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Courting the Superstar Candidate


How does a company recruit a successful, well-educated, highly desirable individual who’s satisfied in their current job? What can you do to make your company or opportunity stand out in a tight labor market? How do you stop losing your best candidates to hiring competitors? The answers to these questions are found in the three rules of recruiting: Relationship, Relationship, Relationship!

You can take the sting out of recruiting in today’s job market by focusing on building a strong relationship with prospective candidates right from the start. The stronger the relationship between you, your company and the candidate you’ve chosen to hire the easier it is to recruit, interview, negotiate and successfully close an offer. A strong relationship built from the beginning of the recruiting process will also greatly reduce the threat of counter offers, and the odds that a turndown may occur.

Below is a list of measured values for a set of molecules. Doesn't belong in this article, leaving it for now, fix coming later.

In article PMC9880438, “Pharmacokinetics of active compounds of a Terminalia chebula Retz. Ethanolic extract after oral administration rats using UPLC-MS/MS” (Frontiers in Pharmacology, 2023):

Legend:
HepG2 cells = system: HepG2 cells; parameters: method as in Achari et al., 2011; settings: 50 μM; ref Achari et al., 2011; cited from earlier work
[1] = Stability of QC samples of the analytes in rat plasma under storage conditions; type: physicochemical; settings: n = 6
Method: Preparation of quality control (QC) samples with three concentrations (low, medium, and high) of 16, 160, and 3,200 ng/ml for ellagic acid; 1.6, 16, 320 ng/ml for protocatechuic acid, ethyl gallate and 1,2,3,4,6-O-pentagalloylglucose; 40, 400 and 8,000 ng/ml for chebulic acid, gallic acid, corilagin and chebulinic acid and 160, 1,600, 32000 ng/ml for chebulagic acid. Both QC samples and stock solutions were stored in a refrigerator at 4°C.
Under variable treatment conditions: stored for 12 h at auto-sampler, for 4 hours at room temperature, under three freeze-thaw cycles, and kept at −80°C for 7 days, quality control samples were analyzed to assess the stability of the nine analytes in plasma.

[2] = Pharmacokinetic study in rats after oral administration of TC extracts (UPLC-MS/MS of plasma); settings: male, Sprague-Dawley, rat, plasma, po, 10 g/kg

1. Relationship Building Before the Interview

We’ve all heard the saying, “You only get one chance to make a first impression.” By making the best possible first impression, you increase your chances of having a successful face-to-face interview, and lay a good foundation for closing the deal and getting a job acceptance at the end of the process. Whether it’s a search for a manager, a sales person, or an engineer, put effort into the little details and make a favorable impact on every candidate. Below is a checklist of suggestions for ways to build strong relationships with your candidates, right from the start.

Pre-Interview “Relationship Building” Checklist

Send the following information to candidates in advance of the interview process:

Welcome Letter – Signed by the hiring authority, president or the most senior level executive who’ll be involved in the interview process.

Position Description – Polish it up & put it on letterhead. Put as much emphasis on selling the job and company as on describing the position.

Organizational Charts – Show where the position fits within the overall organizational structure, especially those positions directly above and below.

Annual Report – Include any financial documents you make available to the public.